Threads Expands into the Fediverse: What You Need to Know About the New Integration

Eleanor Lee


Threads Expands into the Fediverse: What You Need to Know About the New Integration

Threads has now ventured into the realm of the fediverse, with Meta divulging on a Thursday that its beta version facilitating the linkage of Threads profiles with the fediverse is accessible for individuals over 18 sporting public accounts. Initially, this feature was offered in a trio of nations, including the USA, Canada, and Japan.

Back in December, it was revealed by the company that this functionality was under experimentation on Mastodon and platforms that support the ActivityPub protocol.

To engage with this new feature, users should navigate to their account settings and activate the option for fediverse sharing. A subsequent notification will provide insights into what the fediverse represents, detailing it as a network of mutually linked servers. This setup enables users to track and interact with individuals across diverse servers, drawing a parallel with the universal compatibility of email services.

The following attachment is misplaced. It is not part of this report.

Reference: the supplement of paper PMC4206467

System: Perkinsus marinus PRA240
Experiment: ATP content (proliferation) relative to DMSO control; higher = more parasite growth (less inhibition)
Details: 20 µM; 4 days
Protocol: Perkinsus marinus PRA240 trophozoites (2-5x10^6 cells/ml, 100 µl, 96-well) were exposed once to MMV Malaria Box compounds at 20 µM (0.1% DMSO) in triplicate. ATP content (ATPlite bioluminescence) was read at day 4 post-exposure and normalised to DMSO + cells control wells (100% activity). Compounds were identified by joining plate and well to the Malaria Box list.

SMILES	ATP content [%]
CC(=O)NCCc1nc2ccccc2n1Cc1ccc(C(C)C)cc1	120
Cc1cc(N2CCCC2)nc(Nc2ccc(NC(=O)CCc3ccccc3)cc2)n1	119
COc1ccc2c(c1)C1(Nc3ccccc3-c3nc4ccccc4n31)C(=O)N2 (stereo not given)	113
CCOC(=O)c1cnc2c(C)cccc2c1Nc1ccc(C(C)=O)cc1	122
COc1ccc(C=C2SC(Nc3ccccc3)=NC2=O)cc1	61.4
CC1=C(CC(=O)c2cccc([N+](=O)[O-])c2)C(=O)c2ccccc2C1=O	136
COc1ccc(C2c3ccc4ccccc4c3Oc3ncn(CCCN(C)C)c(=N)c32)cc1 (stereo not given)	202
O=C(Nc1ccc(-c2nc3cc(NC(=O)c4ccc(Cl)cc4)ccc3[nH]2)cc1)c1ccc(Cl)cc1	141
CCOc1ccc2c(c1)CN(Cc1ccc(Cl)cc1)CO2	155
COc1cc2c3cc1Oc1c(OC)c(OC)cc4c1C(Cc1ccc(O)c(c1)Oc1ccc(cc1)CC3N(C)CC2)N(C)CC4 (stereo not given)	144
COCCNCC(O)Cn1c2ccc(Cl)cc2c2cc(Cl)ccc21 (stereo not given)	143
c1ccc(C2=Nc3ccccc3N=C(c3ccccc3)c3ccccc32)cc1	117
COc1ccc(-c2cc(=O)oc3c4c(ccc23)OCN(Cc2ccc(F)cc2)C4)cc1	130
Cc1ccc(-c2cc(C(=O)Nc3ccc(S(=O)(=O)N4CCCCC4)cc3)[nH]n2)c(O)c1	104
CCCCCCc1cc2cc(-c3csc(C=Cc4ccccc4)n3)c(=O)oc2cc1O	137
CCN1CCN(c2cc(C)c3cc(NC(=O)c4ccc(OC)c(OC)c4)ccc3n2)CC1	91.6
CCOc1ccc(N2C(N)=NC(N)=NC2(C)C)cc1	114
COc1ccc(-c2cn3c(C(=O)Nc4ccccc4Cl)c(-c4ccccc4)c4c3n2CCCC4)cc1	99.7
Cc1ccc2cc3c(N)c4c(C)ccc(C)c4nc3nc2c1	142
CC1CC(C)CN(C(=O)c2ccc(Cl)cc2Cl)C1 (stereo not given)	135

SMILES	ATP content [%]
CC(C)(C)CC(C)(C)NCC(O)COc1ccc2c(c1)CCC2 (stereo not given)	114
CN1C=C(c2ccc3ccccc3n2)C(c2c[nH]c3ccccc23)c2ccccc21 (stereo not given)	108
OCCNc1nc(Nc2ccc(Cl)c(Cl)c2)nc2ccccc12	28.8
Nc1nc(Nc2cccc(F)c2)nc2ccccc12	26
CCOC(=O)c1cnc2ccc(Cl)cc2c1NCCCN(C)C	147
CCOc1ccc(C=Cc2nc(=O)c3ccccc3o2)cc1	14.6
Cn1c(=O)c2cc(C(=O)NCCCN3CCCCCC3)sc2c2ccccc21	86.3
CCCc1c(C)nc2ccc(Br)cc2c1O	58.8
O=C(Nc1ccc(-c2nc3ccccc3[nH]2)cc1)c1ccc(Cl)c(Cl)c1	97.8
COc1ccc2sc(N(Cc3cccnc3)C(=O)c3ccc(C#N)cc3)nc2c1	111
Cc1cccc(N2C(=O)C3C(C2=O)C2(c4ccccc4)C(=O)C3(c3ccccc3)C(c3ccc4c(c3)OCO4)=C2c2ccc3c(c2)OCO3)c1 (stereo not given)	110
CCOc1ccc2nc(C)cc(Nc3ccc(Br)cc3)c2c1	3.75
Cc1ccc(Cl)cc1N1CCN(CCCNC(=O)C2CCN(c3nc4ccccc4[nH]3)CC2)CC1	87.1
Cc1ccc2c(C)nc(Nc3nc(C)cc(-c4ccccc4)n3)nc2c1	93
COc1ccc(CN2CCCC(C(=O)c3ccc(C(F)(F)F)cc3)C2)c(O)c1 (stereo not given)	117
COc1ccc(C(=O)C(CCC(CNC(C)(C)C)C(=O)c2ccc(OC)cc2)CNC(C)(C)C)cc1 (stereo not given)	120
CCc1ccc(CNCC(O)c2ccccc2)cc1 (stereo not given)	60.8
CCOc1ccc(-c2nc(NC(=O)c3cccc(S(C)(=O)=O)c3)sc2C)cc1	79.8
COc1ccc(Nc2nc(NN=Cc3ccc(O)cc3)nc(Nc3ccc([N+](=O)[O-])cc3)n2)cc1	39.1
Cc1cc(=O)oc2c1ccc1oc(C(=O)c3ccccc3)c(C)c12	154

With activation, your Threads profile becomes visible to individuals on alternative servers (like Mastodon), allowing them to express appreciation, replicate, and distribute your content to broader audiences. This feature opens the door to forming connections with users who may prefer other social media platforms over Threads.

Yet, this integration comes with its set of restrictions. For example, interactions such as replies or likes from users on different servers will not be visible within Threads. Additionally, it is not possible to include polls in shared posts. Peter Cottle from Meta, during the recent FediForum conference, highlighted these limitations but also hinted at ongoing efforts to resolve these issues.

Despite these challenges, Meta's initiative to integrate Threads into the decentralized social networking ecosystem marks a significant step, especially considering the app was unveiled merely eight months prior.